Celebrating Pi: Don’t Try This at Home
Mar18

Celebrating Pi: Don’t Try This at Home

Do you remember what you did on Pi Day last Thursday (3/14)? American Chemical Society (ACS) student affiliates from Duquesne University, in Pittsburgh, took the opportunity to "pi" their professors (literally) and made a short video about it: And on a related note, if you think reading the digits in pi will take forever, check out this video of a man pronouncing the longest word in the world, which happens to be the chemical name of titin, the largest known protein. (Warning: you'll need three and a half hours to get through this video, but as a reward, you get to watch this man's beard...

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The ACS provides a variety of career information for you
Nov02

The ACS provides a variety of career information for you

Periodically, we’ve pointed out some of the available resources and information provided by the ACS Careers to help you with career decisions. Well, that crisp autumn chill in the air reminds me that it’s time to do it again. Recently, the ACS Careers Blog has profiled two categories of nontraditional chemistry careers. First is science and technical writers, a topic also covered by JAEP in past posts (here, here and here). Another is supply-chain manager and contract manager, (with some similarities to a project manager). For those of you interested in more traditional chemistry careers (depending on what “traditional” means to you), many profiles have been compiled by ACS Careers and can be found here. These are provided as part of ACS Careers Programs, accessible through the online ACS Member Handbook, or via the ACS portal. Remember, too, that overviews of career opportunities and discussions of factors affecting the broader employment outlook are available through the ACS Webinars Careers Channel. Check out this page for a list of past webinars covered by JAEP. Upcoming: Next week, there will be a webinar with the provocative title of Doctoral Glut Dilemma: Are There Solutions? This webinar will broadcast next Thursday, November 8th at 2:00 PM EST. This one promises to provide all the controversy you can stand. I’m afraid, however, that you’ll have to supply your own popcorn. And, don’t forget, all ACS webinars are available for viewing through their archives (under the Past Webinars tab) or via the acswebinars YouTube channel. View a webinar from The Past! What were ACS members' concerns years ago? How has chemistry fashion has changed over time? (Admittedly a trick question—fashion doesn't exist for chemists, let alone change). The archives only go so far back, though. So there’s no footage of a grad student being reduced to tears by the steely gaze of R.B. Woodward. And if your attention span can’t endure a full-length webinar, there are even webinets! What do you mean, that’s not a word? The ACS says it is, so there. The webinets are given the overarching theme of “2 Minutes to a Smarter Scientist.” Well, count me in. I would also like to be smarterer. Here’s a sample webinet to give you a taste: [youtube TBi7WS95Ejg nolink]   Irresistible, right? So do yourself a favor, and give this bounty of information a thorough perusal. You'll be glad you...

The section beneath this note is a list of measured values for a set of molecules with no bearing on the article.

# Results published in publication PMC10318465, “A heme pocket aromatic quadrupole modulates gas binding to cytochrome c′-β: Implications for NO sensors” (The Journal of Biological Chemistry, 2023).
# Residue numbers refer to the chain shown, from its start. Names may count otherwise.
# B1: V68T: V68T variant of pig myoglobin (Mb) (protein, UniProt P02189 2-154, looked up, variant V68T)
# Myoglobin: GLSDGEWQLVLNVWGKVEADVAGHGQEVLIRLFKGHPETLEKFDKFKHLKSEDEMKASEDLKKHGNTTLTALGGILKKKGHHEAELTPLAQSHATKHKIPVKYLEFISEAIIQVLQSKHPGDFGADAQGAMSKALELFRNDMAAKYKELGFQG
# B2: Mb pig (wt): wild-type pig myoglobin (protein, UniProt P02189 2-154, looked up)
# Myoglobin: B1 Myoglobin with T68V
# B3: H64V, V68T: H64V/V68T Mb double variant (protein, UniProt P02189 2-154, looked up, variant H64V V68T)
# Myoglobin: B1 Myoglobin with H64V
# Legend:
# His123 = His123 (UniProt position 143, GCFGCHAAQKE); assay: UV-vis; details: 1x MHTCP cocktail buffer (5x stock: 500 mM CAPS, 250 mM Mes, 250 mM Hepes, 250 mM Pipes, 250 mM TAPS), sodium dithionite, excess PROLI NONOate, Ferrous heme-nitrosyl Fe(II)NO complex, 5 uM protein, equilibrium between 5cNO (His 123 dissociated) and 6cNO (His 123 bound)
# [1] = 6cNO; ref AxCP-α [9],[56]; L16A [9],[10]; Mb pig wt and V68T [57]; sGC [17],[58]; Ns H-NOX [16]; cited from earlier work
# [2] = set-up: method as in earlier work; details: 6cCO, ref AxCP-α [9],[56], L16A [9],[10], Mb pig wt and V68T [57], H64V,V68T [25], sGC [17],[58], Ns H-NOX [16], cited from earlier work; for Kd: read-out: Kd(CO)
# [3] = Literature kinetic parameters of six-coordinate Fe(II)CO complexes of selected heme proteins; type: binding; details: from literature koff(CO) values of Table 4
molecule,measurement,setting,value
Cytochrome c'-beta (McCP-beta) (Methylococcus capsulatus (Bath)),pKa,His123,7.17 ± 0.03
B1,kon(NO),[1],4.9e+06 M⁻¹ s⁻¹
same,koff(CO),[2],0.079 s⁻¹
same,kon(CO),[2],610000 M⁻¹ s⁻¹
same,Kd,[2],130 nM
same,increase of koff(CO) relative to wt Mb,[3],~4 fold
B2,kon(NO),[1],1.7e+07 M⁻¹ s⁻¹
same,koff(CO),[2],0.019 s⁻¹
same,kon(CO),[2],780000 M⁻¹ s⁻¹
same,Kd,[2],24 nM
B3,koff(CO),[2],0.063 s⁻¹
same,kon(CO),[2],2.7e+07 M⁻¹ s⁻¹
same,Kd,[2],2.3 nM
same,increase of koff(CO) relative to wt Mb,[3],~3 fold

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Looking Back On Philadelphia (#ACSPhilly)
Sep05

Looking Back On Philadelphia (#ACSPhilly)

The American Chemical Society meeting in Philly is now fading into our long-term memories. Chemists accomplished a lot in the City of Brotherly Love: They shared ideas, reported their chemical discoveries, and made new connections. Be sure to check out Monday’s issue of C&EN for stories from the meeting as well as photo highlights. In the meantime, here’s a look back on our time in Philly, told in pictures. And as we say goodbye to Philly, we look toward next spring’s gathering in New Orleans. The beleaguered region and its residents once again have a cleanup ahead of them, after facing Hurricane Isaac. Our hearts go out to everyone there who is dealing with the consequences of this natural disaster--it reminds us just how fragile life can...

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ACS Mole Checks Out DC Cherry Blossom Parade
Apr23

ACS Mole Checks Out DC Cherry Blossom Parade

The ACS mole mascot put in an appearance at last weekend's National Cherry Blossom Festival Parade in Washington, D.C. Doug Dollemore, a senior science writer in the ACS Office of Public Affairs, manned the mole suit. Would-be moles need to be 5'7" to 5'11" to fit in the suit, which has a fan in its head to keep the "mole"nteer cool. The mole was part of the USA Science & Engineering Festival delegation, which also included the Math Tree, Thomas Edison, Benjamin Franklin, a robotics club from Rockville, and a large mechanical spider from Vancouver,...

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